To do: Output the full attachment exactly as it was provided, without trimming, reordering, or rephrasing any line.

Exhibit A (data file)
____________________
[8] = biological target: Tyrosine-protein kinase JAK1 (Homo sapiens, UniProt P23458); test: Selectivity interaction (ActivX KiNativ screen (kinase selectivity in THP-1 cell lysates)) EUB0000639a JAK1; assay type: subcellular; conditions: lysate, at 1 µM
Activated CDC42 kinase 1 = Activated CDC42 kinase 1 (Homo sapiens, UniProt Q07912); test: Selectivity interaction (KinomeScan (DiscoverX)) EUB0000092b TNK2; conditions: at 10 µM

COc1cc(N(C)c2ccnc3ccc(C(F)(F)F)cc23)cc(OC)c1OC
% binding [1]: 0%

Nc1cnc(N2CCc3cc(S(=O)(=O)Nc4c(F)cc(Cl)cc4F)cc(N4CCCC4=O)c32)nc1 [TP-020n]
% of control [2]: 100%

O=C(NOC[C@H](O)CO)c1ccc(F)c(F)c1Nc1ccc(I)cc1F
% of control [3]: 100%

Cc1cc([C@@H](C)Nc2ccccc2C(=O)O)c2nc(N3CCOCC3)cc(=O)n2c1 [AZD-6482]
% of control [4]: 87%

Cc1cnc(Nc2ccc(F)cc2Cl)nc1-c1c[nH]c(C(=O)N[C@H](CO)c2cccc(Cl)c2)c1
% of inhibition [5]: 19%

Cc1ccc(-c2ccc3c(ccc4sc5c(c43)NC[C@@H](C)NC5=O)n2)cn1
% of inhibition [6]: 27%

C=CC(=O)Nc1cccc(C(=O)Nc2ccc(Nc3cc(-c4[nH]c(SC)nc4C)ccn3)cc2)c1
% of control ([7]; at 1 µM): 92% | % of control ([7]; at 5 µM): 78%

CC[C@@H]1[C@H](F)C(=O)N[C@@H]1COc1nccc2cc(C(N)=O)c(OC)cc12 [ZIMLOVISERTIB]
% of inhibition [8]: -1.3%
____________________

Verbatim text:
[8] = biological target: Tyrosine-protein kinase JAK1 (Homo sapiens, UniProt P23458); test: Selectivity interaction (ActivX KiNativ screen (kinase selectivity in THP-1 cell lysates)) EUB0000639a JAK1; assay type: subcellular; conditions: lysate, at 1 µM
Activated CDC42 kinase 1 = Activated CDC42 kinase 1 (Homo sapiens, UniProt Q07912); test: Selectivity interaction (KinomeScan (DiscoverX)) EUB0000092b TNK2; conditions: at 10 µM

COc1cc(N(C)c2ccnc3ccc(C(F)(F)F)cc23)cc(OC)c1OC
% binding [1]: 0%

Nc1cnc(N2CCc3cc(S(=O)(=O)Nc4c(F)cc(Cl)cc4F)cc(N4CCCC4=O)c32)nc1 [TP-020n]
% of control [2]: 100%

O=C(NOC[C@H](O)CO)c1ccc(F)c(F)c1Nc1ccc(I)cc1F
% of control [3]: 100%

Cc1cc([C@@H](C)Nc2ccccc2C(=O)O)c2nc(N3CCOCC3)cc(=O)n2c1 [AZD-6482]
% of control [4]: 87%

Cc1cnc(Nc2ccc(F)cc2Cl)nc1-c1c[nH]c(C(=O)N[C@H](CO)c2cccc(Cl)c2)c1
% of inhibition [5]: 19%

Cc1ccc(-c2ccc3c(ccc4sc5c(c43)NC[C@@H](C)NC5=O)n2)cn1
% of inhibition [6]: 27%

C=CC(=O)Nc1cccc(C(=O)Nc2ccc(Nc3cc(-c4[nH]c(SC)nc4C)ccn3)cc2)c1
% of control ([7]; at 1 µM): 92% | % of control ([7]; at 5 µM): 78%

CC[C@@H]1[C@H](F)C(=O)N[C@@H]1COc1nccc2cc(C(N)=O)c(OC)cc12 [ZIMLOVISERTIB]
% of inhibition [8]: -1.3%